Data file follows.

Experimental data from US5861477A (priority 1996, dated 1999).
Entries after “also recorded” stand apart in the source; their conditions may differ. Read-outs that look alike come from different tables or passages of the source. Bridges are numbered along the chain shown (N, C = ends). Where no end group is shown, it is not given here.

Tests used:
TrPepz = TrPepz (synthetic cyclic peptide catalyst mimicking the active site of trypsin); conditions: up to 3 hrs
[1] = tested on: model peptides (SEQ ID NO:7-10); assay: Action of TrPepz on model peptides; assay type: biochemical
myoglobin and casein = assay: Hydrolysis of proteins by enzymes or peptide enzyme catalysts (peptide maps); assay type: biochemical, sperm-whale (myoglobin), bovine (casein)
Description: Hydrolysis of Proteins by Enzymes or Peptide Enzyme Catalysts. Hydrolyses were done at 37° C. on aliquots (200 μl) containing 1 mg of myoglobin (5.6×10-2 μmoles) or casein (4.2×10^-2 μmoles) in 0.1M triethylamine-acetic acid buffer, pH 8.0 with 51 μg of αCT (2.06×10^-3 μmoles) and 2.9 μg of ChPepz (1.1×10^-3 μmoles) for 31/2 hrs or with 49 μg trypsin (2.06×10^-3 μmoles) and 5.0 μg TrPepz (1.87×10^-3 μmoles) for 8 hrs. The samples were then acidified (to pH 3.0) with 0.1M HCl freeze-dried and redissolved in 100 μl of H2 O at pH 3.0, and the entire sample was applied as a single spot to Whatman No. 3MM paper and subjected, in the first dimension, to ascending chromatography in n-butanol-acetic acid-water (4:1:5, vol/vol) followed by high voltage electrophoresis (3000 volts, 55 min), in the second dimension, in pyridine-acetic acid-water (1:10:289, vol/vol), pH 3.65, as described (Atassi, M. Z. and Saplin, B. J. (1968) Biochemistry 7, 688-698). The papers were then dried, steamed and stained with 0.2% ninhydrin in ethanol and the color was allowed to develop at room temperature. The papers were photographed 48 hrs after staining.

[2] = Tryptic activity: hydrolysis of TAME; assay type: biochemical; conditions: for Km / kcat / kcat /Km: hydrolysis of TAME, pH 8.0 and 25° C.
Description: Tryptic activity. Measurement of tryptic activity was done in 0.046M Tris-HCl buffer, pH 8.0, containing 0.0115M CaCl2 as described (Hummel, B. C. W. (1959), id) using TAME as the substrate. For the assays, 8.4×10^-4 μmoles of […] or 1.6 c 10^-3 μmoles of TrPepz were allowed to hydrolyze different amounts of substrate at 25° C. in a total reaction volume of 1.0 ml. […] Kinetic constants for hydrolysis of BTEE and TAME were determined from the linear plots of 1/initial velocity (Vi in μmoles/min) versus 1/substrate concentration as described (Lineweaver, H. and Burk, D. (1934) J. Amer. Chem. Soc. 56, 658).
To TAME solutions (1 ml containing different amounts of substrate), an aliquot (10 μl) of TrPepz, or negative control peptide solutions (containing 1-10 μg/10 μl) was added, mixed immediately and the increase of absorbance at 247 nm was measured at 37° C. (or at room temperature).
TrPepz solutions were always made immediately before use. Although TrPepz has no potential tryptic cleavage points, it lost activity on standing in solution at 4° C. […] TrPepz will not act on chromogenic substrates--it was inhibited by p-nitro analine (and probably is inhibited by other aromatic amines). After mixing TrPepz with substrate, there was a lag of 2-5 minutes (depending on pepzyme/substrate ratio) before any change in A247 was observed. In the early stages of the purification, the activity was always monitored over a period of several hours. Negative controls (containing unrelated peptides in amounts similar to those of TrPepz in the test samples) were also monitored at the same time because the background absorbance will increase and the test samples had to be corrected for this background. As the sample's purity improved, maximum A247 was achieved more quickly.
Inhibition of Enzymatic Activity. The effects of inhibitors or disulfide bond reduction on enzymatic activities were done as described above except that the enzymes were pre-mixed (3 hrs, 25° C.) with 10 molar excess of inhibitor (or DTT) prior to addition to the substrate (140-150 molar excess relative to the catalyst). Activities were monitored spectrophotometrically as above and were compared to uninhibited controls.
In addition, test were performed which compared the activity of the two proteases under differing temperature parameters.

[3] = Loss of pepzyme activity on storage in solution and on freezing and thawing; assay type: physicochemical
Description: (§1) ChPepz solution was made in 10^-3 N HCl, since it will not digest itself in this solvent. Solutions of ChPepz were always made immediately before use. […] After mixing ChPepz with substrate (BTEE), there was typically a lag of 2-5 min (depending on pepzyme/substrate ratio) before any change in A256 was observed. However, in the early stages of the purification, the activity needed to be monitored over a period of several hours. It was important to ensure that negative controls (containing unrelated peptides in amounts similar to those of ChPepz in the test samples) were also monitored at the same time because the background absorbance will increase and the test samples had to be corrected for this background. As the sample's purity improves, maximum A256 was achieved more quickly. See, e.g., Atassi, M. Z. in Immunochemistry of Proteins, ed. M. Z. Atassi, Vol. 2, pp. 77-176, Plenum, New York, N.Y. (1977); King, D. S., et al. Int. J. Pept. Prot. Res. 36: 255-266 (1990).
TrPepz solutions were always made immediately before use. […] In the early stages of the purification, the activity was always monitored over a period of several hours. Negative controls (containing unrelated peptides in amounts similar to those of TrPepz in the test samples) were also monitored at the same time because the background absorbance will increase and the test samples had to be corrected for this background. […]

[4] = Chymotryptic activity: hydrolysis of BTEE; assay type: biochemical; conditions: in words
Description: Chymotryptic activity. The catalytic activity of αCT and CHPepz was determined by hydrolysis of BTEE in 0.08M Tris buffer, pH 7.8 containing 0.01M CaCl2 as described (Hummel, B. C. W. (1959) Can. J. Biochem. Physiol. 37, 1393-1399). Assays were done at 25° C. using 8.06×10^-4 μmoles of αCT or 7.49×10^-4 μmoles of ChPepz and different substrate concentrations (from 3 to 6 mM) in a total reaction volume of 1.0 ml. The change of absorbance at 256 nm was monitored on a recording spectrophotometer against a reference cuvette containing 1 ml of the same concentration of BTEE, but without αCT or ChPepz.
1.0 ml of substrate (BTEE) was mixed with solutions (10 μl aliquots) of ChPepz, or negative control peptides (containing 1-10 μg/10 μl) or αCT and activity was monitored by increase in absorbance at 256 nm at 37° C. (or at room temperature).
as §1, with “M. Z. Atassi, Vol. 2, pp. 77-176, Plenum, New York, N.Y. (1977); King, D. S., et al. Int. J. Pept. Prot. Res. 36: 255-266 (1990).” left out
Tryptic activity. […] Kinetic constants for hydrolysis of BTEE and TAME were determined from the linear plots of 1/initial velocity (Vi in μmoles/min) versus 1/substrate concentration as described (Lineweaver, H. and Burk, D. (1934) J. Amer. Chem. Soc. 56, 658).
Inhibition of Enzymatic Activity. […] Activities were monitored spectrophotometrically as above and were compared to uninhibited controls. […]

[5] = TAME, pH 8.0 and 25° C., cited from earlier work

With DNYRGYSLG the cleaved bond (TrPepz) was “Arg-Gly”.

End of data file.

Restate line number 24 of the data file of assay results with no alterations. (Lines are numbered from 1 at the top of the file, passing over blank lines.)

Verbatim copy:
With DNYRGYSLG the cleaved bond (TrPepz) was “Arg-Gly”.